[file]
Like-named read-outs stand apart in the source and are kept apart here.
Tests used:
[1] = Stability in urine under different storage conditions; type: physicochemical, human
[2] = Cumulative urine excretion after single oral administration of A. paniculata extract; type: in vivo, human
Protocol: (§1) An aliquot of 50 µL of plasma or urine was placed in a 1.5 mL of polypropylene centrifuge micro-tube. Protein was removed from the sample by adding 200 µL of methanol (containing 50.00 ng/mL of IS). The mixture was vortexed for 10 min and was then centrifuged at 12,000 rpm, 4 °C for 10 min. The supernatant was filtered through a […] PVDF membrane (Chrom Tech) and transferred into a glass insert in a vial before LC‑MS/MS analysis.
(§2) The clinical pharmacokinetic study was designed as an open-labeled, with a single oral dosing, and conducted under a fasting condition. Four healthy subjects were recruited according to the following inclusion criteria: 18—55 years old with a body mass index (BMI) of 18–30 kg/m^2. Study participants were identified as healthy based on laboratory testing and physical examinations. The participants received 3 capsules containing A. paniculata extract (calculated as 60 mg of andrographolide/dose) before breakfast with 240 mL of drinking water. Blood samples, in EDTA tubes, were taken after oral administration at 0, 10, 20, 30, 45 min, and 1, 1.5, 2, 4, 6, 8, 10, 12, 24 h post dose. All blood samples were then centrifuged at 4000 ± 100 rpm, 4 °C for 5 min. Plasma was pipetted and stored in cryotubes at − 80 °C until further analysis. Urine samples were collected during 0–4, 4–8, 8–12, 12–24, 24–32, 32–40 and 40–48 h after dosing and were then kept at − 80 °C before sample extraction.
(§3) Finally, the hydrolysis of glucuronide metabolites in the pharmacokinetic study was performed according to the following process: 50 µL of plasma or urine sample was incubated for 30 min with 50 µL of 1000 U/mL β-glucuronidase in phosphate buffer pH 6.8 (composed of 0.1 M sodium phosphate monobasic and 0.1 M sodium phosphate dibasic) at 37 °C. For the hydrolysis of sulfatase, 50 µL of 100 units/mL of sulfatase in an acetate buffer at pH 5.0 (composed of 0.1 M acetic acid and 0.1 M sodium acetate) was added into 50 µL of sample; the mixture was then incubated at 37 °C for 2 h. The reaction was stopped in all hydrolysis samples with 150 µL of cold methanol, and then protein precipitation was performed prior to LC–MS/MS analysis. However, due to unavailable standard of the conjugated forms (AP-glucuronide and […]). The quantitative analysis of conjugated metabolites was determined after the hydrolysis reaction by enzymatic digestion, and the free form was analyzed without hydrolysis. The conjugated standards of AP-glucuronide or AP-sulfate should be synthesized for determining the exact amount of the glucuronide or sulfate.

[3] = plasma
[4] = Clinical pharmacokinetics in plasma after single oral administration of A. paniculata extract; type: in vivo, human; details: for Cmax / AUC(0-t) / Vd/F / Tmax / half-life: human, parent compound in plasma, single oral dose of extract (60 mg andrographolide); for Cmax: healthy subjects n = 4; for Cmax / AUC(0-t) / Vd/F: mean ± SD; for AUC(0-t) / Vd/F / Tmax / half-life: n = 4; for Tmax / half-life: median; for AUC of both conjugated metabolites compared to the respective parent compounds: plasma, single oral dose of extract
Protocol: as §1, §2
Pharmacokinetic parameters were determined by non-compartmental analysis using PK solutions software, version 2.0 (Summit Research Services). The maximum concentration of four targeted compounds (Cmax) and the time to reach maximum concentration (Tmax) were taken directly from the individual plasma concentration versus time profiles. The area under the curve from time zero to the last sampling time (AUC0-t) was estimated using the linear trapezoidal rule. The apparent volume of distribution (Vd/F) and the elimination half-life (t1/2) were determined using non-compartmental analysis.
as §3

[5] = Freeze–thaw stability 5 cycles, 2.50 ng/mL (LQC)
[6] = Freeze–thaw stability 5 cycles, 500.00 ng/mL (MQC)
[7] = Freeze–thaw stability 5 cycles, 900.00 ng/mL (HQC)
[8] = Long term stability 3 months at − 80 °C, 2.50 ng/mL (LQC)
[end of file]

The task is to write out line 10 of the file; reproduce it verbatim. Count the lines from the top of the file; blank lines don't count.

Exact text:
Protocol: as §1, §2